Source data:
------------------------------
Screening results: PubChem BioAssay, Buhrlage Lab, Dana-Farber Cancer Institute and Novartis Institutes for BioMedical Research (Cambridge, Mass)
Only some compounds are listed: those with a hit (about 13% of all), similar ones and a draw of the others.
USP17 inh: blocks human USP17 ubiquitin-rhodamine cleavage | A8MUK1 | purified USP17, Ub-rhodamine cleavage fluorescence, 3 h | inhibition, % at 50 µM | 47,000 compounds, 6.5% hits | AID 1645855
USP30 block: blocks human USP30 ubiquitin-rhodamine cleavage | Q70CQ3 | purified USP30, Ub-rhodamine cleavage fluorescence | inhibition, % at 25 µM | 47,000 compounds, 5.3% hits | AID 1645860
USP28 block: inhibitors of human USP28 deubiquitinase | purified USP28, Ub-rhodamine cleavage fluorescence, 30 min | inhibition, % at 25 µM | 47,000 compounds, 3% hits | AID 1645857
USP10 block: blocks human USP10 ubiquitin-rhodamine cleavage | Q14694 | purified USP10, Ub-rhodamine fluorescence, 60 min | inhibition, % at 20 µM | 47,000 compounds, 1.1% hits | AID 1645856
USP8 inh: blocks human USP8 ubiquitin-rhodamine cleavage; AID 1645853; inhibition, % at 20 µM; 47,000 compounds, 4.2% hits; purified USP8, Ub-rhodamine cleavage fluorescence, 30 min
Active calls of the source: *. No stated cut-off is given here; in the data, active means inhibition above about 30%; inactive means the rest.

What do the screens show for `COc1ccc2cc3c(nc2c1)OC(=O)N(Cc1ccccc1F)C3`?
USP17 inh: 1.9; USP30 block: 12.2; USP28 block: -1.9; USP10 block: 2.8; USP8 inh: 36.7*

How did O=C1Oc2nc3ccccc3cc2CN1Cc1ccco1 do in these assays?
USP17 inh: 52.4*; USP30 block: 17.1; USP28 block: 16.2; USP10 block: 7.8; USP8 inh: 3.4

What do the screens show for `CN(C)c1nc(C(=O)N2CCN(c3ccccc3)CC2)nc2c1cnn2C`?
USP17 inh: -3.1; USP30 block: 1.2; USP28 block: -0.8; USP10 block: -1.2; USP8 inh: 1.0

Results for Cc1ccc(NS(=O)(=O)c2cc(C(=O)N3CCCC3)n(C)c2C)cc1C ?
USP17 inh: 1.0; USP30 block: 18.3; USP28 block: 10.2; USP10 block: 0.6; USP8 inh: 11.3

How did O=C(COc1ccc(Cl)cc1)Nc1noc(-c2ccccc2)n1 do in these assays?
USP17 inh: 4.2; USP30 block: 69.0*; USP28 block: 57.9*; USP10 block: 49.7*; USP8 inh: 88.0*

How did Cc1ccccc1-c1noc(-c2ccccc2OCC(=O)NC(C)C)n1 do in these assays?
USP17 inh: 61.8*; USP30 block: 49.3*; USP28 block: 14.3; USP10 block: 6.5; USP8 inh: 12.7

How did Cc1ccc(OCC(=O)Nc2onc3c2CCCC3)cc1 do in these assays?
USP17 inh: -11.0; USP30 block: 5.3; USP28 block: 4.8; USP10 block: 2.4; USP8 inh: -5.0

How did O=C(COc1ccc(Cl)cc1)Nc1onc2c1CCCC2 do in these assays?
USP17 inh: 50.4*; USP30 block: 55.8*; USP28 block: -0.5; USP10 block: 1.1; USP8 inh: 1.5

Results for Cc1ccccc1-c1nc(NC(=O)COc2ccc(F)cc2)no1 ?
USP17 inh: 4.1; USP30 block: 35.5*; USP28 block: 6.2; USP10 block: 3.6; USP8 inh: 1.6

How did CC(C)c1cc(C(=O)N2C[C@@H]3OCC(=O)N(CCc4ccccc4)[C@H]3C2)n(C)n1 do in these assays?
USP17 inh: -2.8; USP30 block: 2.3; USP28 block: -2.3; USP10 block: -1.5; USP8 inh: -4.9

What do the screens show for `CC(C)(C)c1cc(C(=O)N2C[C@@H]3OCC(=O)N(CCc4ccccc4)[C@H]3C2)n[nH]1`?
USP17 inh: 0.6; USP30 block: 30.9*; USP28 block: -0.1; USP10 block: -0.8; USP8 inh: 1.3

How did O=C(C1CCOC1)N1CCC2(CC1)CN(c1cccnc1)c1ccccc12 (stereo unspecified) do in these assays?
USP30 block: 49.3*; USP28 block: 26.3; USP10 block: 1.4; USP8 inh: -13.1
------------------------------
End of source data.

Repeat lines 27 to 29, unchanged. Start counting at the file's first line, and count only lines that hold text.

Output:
How did CC(C)c1cc(C(=O)N2C[C@@H]3OCC(=O)N(CCc4ccccc4)[C@H]3C2)n(C)n1 do in these assays?
USP17 inh: -2.8; USP30 block: 2.3; USP28 block: -2.3; USP10 block: -1.5; USP8 inh: -4.9

What do the screens show for `CC(C)(C)c1cc(C(=O)N2C[C@@H]3OCC(=O)N(CCc4ccccc4)[C@H]3C2)n[nH]1`?